Some of our weekly youth clubs have a reputation of being quite tricky places to work, with the attendees disliking new people in their space, including staff.

When a new worker entered the youth club, she found a tense atmosphere and the young attendees did not speak to her. The worker tried her best with the group, greeting them as they came in, which helped to break down the barrier. Gradually, the group started to banter with the youth worker, as she was terrible at remembering their names.

Over time, the group started to accept her and would talk to her about the issues that were important to them, including racial discrimination. Through friendly debates about culture, the group felt the benefits of having someone from a different background in their space at the youth club.

The group gave the worker a deeper understanding of what life was like for them, with one commenting: “If you are not well-connected then you are not safe walking down the street.” Others were dealing with the pressure of believing that they had a family reputation to uphold, despite being young men who enjoy playing computer and board games.

For the group, the youth club is a safe space where they can be themselves, they can ask difficult questions and engage in discussions that otherwise would not happen.

When the youth worker moved on from the youth club, the group – who would never normally write anything down – presented her with a handwritten card. They posed for a photograph with her, when they would have strived for anonymity in the past. The youth worker said: “I feel very privileged to be accepted from this community. Change is hard for everyone regardless of age but how we manage that change is key to its success.”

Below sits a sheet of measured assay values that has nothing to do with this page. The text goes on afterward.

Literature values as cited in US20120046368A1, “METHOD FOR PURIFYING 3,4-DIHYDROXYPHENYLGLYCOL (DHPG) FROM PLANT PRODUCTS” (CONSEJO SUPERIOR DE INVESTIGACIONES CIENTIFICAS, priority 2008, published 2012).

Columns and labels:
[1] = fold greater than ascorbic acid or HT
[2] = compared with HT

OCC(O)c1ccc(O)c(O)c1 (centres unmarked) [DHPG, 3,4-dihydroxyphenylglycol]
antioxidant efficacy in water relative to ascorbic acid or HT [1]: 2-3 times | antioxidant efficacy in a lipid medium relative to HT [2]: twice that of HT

* Tree painting from Woodthorpe Youth Club, not the youth club from the case study.


The theme for this year’s International Youth Day is ‘SAFE SPACES’ something that Sheffield Futures knows all about. For thousands of young people, our youth clubs are a safe space to go, take part in recreational activities, meet and make new friends and learn the skills they need to succeed in life.

This month we are using our sessions in youth clubs to find out what makes a safe space, why young people feel that the youth clubs are a safe space and how they could be improved to be more inclusive, accessible and welcoming.


Sheffield Futures new campaign ‘In Celebration of Youth Work’ celebrates and demonstrates the value of youth work within our communities.

Since 2010, funding to vital youth services has been cut, with 600+ youth centres closed. This is having a devastating effect on disadvantaged young people.

Our young people led campaign over the coming months is all about the celebration of youth work and all of its fantastic achievements. We invite you to show your support by….

  • Sharing the following message on social media: Since 2010, funding to vital youth services has been cut, with 600+ youth centres closed. This is having a devastating effect on disadvantaged young people. At @SheffFutures we want to celebrate youth work and all of its fantastic achievements. See: www.sheffieldfutures.org.uk/in-celebration-of-youth-work
  • …Or write your own message of support for @SheffFutures using the hashtag #YouthWorkMatters